Remembering the man who launched the Soviet Jewry movement here.
Jacob Yaakov Birnbaum, widely recognized as the founder of the Soviet Jewry movement in the United States, was remembered last week as a “hero of biblical proportions,” someone who “put his life on the line in this struggle.”
In my childhood bedroom, in Glasgow, there was a poster on the wall bearing an image of the Kremlin and the words “Let My People Go.” Like many other Jews growing up in the 1980s, I felt the profound impact of the Soviet Jewry movement. So I was a bit surprised by my own ambivalence when I recently decided to go on a UJA-Federation rabbinic mission to the former Soviet Union (FSU) to see what Jewish life is like there today.
Albert Chernin, a Jewish organizational pioneer who was Executive Vice Chairman Emeritus of the Jewish Council for Public Affairs died Monday in his sleep, reported his daughter, Anne Chernin. He was 85.
Political skills, not iron fist, seen keeping speaker in power after scandal.
Assistant Managing Editor
Tuesday seemed like any other day for Sheldon Silver as he went about his business in Albany, announcing the Assembly’s passage of the DREAM Act, to increase access to college financial aid for immigrant students.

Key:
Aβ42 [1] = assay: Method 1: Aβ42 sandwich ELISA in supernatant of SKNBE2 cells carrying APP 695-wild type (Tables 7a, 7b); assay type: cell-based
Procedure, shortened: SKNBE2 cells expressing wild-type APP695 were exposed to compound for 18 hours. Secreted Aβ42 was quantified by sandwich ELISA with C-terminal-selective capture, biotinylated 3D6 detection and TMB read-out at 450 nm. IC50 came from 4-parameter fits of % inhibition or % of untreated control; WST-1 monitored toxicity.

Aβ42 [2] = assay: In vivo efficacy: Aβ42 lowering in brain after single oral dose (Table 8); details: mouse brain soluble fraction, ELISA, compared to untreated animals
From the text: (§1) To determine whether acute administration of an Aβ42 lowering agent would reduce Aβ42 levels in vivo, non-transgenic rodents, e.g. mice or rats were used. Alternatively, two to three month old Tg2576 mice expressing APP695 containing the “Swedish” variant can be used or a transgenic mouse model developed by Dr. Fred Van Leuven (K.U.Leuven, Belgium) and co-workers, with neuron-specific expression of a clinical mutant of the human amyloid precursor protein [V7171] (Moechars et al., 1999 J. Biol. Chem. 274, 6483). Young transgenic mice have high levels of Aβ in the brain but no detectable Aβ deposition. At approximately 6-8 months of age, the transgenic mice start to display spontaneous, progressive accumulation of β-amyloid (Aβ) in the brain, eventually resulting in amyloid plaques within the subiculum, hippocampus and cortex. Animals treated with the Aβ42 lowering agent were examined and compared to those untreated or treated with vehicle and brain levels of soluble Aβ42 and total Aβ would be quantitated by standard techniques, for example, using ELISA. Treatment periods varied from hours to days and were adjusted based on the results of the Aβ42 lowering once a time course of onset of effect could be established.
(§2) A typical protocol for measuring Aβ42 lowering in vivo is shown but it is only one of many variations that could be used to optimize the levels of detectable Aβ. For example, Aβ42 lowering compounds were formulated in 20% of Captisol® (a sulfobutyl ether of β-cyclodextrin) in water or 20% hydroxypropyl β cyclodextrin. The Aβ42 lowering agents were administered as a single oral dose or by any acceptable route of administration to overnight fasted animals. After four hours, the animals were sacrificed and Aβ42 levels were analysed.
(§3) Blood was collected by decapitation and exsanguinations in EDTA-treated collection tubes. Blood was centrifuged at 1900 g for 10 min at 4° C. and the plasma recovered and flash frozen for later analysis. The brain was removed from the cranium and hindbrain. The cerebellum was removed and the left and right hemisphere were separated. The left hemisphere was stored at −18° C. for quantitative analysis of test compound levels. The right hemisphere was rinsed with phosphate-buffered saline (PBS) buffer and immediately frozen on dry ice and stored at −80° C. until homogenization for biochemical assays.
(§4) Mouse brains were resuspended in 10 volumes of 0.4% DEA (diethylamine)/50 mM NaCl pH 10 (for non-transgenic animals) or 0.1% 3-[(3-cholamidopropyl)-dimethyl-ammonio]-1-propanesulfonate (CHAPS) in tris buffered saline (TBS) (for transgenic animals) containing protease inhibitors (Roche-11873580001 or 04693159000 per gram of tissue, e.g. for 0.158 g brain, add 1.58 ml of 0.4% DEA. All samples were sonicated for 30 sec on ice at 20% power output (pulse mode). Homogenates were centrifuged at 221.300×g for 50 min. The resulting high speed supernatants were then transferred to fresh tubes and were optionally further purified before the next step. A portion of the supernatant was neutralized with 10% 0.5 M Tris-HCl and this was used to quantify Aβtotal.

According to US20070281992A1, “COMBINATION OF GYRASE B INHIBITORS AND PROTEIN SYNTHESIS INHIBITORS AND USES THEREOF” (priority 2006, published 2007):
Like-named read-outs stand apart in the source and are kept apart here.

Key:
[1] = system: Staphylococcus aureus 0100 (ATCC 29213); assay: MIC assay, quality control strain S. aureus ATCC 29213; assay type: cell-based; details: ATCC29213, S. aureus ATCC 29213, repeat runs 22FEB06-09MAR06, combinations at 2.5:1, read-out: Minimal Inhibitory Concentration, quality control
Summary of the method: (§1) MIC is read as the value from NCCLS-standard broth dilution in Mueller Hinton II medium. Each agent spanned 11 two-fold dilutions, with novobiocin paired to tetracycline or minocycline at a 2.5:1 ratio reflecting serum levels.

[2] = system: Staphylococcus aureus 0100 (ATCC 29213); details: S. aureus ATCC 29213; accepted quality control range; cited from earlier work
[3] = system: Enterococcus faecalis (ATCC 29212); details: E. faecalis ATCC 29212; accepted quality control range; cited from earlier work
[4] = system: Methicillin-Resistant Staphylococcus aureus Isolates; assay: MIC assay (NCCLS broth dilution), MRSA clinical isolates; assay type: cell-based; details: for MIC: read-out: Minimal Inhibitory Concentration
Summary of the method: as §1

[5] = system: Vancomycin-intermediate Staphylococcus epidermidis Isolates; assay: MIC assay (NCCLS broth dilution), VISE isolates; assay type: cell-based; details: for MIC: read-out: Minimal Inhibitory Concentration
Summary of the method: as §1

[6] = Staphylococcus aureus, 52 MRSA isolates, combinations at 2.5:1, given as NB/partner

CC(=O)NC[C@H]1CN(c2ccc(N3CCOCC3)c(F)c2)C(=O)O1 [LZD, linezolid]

In the second half of the 20th century, the Jewish community did the impossible; after decades of struggle, Soviet Jewry emerged from behind the Iron Curtain, empowered to emigrate as a result of intense international pressure. Amazingly, a tiny, historically marginalized people emerged victorious against the vast Soviet empire. Looking back, a few key factors made the impossible a reality: a community-wide organizing strategy, the strength and centrality of the voices of Soviet Jews themselves and a clear, unequivocal and uncompromising moral demand. Today, as the Jewish community begins to grapple with the question of how to fulfill its long forgotten responsibilities to its members with disabilities, we would do well to learn from our past.
Remembering the Washington rally for Soviet Jewry, 25 years on.
Rabbi Joshua Hammerman
Special To The Jewish Week
At the recent General Assembly of Jewish federations, Elie Wiesel and Natan Sharansky sat together to reminisce about what may have been the most successful revolution in the Jewish world in recent history — and the most forgotten one as well. It’s time for that to change.